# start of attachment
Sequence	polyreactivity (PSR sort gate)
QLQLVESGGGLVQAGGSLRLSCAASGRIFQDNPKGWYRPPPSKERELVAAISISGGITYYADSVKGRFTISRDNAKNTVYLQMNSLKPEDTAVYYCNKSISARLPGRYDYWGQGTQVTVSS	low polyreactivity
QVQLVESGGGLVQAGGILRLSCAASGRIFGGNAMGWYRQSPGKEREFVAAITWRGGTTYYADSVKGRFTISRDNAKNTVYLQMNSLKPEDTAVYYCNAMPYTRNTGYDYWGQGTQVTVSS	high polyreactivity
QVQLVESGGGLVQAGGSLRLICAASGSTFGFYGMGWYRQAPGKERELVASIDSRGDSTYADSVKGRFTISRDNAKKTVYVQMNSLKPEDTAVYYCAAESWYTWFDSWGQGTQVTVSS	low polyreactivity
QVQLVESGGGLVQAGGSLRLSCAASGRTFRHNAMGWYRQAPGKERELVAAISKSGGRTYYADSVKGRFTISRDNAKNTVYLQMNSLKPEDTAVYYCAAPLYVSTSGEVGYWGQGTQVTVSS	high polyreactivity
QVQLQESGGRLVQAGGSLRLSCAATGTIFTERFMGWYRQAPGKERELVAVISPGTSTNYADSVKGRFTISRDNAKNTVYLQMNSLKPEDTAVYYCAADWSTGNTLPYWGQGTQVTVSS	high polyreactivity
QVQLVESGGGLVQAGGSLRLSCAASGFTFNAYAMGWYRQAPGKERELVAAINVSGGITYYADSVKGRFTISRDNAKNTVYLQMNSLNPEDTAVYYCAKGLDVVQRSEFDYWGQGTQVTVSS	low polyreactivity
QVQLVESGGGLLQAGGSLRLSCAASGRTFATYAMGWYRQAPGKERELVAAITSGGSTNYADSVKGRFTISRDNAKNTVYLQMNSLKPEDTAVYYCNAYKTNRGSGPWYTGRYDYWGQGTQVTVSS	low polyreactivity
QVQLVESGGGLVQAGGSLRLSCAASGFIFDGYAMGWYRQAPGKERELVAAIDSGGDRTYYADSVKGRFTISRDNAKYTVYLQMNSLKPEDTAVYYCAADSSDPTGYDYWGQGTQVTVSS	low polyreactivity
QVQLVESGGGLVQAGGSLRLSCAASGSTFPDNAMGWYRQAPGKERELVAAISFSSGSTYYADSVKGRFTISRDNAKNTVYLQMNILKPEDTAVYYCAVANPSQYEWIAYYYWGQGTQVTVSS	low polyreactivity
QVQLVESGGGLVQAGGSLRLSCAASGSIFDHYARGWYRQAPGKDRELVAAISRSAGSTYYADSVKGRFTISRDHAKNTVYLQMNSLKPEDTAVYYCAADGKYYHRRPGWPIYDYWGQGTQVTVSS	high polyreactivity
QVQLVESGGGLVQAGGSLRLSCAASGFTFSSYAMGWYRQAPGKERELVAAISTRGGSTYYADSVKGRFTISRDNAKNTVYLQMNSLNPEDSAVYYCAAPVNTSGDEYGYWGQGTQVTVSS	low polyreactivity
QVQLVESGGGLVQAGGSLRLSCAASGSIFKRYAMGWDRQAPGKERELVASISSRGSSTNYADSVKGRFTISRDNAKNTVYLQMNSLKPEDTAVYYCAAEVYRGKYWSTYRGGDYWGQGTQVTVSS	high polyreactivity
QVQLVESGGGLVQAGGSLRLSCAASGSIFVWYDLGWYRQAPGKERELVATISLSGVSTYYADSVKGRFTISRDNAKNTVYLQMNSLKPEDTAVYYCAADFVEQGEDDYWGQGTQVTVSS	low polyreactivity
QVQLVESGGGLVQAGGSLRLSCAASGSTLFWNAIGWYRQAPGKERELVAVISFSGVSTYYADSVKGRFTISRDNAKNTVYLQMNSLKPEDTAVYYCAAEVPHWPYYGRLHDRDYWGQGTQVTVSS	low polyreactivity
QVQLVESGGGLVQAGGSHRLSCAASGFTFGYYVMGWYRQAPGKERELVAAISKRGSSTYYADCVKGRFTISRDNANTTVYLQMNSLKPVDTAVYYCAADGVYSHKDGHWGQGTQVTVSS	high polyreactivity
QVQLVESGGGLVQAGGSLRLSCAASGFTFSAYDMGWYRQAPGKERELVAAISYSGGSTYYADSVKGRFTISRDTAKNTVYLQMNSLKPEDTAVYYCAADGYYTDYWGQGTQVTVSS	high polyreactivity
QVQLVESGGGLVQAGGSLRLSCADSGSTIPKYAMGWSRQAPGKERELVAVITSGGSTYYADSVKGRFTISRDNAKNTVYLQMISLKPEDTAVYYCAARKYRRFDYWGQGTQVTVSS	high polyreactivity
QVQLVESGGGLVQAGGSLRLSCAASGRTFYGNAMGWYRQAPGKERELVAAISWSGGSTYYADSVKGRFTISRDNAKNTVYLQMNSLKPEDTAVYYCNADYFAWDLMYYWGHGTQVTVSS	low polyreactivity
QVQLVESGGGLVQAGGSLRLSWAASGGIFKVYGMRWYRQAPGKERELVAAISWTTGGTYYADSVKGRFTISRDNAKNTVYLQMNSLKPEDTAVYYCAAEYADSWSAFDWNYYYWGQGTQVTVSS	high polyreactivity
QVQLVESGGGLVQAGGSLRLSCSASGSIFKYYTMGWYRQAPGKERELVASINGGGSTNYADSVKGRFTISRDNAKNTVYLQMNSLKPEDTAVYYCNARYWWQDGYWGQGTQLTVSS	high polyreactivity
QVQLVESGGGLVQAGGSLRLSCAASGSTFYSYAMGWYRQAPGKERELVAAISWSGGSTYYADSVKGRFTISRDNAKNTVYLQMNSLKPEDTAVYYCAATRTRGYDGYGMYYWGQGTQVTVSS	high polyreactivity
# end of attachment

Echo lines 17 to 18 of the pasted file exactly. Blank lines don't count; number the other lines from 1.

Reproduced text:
QVQLVESGGGLVQAGGSLRLSCAASGFTFSAYDMGWYRQAPGKERELVAAISYSGGSTYYADSVKGRFTISRDTAKNTVYLQMNSLKPEDTAVYYCAADGYYTDYWGQGTQVTVSS	high polyreactivity
QVQLVESGGGLVQAGGSLRLSCADSGSTIPKYAMGWSRQAPGKERELVAVITSGGSTYYADSVKGRFTISRDNAKNTVYLQMISLKPEDTAVYYCAARKYRRFDYWGQGTQVTVSS	high polyreactivity